Scrub Your Hands for Flu Prevention

Download a Free Mendy's Place Hand Washing Poster as a Reminder

Washing your hands is the best way to prevent the spread of flu and other viruses. Use soap and water and scrub for about as long as it takes to sing the ABCs. Sneeze or cough into your elbow or a tissue and don't touch your face. Hand sanitizers are effective, too.

"Hand hygiene is the most important thing," said Betty Rogers, RN, CIC, director of John C. Lincoln's Network Infection Prevention. "People get viruses on their hands when touching surfaces and then rub their eyes and introduce the virus into the mucus membrane."

Download a Mendy's Place Poster

mendy's place poster icon

These posters are available in PDF format, which requires free Adobe Reader software. Download Adobe Reader.

Mendy, the spokesdog of Mendy's Place, the 24/7 children's emergency center at John C. Lincoln Deer Valley Hospital, has a free poster in English and Spanish to remind children to wash their hands.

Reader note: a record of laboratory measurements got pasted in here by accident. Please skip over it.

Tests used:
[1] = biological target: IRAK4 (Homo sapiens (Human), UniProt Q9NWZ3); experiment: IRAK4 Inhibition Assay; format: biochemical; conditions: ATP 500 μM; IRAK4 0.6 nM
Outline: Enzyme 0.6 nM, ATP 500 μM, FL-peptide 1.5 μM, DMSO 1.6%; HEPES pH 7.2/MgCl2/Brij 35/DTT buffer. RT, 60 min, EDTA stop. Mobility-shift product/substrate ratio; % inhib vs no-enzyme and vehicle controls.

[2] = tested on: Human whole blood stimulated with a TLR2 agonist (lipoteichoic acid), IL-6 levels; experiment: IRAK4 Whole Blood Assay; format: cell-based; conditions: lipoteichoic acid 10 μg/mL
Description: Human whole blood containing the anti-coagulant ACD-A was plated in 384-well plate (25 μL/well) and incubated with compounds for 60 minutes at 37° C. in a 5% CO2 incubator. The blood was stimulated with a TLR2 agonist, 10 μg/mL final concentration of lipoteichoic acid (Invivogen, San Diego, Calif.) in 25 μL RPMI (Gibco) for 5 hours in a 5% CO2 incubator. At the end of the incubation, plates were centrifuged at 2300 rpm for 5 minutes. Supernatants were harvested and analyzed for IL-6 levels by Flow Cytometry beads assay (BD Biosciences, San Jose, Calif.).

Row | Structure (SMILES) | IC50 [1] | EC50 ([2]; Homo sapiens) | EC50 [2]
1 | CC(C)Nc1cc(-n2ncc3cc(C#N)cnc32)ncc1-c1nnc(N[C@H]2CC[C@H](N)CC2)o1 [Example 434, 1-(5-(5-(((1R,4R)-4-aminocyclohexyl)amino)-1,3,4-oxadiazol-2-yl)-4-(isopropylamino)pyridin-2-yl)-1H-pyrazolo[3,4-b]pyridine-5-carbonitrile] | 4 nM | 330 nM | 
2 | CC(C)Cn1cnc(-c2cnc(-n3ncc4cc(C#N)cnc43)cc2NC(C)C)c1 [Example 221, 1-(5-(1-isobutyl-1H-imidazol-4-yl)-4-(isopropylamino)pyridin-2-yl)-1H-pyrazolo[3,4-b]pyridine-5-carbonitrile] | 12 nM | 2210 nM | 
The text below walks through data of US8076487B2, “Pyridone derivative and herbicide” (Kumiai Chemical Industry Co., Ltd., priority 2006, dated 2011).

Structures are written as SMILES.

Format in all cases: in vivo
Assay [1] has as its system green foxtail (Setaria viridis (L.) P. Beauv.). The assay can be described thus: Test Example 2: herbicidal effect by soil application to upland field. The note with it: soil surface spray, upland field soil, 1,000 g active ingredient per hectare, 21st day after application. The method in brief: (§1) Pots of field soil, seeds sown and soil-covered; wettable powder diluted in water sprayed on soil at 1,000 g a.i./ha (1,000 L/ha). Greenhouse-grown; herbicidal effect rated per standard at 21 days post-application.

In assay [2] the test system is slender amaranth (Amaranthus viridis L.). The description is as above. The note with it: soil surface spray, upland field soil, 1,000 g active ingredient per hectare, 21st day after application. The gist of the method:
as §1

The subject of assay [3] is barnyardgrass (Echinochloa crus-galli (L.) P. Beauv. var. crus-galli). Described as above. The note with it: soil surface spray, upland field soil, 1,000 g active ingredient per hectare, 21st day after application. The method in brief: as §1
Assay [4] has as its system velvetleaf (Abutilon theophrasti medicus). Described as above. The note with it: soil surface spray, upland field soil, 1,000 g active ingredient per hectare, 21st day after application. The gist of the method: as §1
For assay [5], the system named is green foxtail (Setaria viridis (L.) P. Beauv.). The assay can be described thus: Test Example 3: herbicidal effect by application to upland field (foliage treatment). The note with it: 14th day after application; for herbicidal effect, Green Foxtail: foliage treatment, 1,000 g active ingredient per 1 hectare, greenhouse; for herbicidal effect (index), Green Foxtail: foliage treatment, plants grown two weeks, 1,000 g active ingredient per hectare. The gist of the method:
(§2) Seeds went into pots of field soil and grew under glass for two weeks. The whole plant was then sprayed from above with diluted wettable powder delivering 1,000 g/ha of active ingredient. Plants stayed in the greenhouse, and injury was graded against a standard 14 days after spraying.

The symptoms of Novel H1N1 are similar to seasonal flu: fever of 102 degrees or higher, cough, sore throat, runny or stuffy nose, body aches, headache, chills, fatigue, vomiting and diarrhea, although not everyone gets every symptom. Symptoms appear suddenly.

A cold creeps up on you with milder symptoms: low or no fever, stuffy or runny nose, sore throat and moderate cough.

Talk to your primary care physician first when you are sick. Only come to the hospital emergency department when you are seriously ill and experiencing emergency symptoms such as troubled breathing, severe or persistent vomiting, confusion, pain or pressure in the abdomen, sudden dizziness or, in children, not waking up or interacting with others and bluish or gray skin color.

Hospital Visitation Restrictions Continue

During flu season, children 12 and younger are restricted from visiting patients at John C. Lincoln Hospitals, except in extenuating circumstances, to protect patients. Adults with any flu or cold symptoms also are asked to refrain from visiting patients.

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